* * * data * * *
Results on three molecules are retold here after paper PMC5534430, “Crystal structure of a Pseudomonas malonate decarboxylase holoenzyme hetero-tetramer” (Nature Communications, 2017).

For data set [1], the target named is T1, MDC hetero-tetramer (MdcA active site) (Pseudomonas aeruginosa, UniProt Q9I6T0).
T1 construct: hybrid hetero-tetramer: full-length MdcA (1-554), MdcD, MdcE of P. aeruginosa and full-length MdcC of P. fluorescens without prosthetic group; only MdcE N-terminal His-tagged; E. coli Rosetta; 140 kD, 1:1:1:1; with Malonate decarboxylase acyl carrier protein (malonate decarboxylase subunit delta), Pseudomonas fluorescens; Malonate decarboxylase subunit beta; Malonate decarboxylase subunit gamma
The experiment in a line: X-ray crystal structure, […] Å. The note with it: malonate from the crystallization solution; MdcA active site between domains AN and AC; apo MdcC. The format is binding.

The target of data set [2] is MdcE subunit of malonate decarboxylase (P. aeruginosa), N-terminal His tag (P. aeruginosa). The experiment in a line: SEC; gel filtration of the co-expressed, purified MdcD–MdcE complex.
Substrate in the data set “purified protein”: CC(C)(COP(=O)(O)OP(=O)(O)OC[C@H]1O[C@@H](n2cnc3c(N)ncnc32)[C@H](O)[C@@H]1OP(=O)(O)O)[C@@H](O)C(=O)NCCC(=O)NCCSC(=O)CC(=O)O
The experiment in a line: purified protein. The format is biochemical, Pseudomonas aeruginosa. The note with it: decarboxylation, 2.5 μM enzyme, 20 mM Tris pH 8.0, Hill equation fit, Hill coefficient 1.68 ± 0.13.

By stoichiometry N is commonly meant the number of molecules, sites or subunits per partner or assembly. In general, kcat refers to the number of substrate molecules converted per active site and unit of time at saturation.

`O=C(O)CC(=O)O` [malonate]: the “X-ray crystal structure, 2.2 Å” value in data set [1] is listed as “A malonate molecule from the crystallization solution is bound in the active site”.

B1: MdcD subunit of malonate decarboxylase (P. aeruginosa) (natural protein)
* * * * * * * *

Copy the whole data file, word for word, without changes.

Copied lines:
Results on three molecules are retold here after paper PMC5534430, “Crystal structure of a Pseudomonas malonate decarboxylase holoenzyme hetero-tetramer” (Nature Communications, 2017).

For data set [1], the target named is T1, MDC hetero-tetramer (MdcA active site) (Pseudomonas aeruginosa, UniProt Q9I6T0).
T1 construct: hybrid hetero-tetramer: full-length MdcA (1-554), MdcD, MdcE of P. aeruginosa and full-length MdcC of P. fluorescens without prosthetic group; only MdcE N-terminal His-tagged; E. coli Rosetta; 140 kD, 1:1:1:1; with Malonate decarboxylase acyl carrier protein (malonate decarboxylase subunit delta), Pseudomonas fluorescens; Malonate decarboxylase subunit beta; Malonate decarboxylase subunit gamma
The experiment in a line: X-ray crystal structure, […] Å. The note with it: malonate from the crystallization solution; MdcA active site between domains AN and AC; apo MdcC. The format is binding.

The target of data set [2] is MdcE subunit of malonate decarboxylase (P. aeruginosa), N-terminal His tag (P. aeruginosa). The experiment in a line: SEC; gel filtration of the co-expressed, purified MdcD–MdcE complex.
Substrate in the data set “purified protein”: CC(C)(COP(=O)(O)OP(=O)(O)OC[C@H]1O[C@@H](n2cnc3c(N)ncnc32)[C@H](O)[C@@H]1OP(=O)(O)O)[C@@H](O)C(=O)NCCC(=O)NCCSC(=O)CC(=O)O
The experiment in a line: purified protein. The format is biochemical, Pseudomonas aeruginosa. The note with it: decarboxylation, 2.5 μM enzyme, 20 mM Tris pH 8.0, Hill equation fit, Hill coefficient 1.68 ± 0.13.

By stoichiometry N is commonly meant the number of molecules, sites or subunits per partner or assembly. In general, kcat refers to the number of substrate molecules converted per active site and unit of time at saturation.

`O=C(O)CC(=O)O` [malonate]: the “X-ray crystal structure, 2.2 Å” value in data set [1] is listed as “A malonate molecule from the crystallization solution is bound in the active site”.

B1: MdcD subunit of malonate decarboxylase (P. aeruginosa) (natural protein)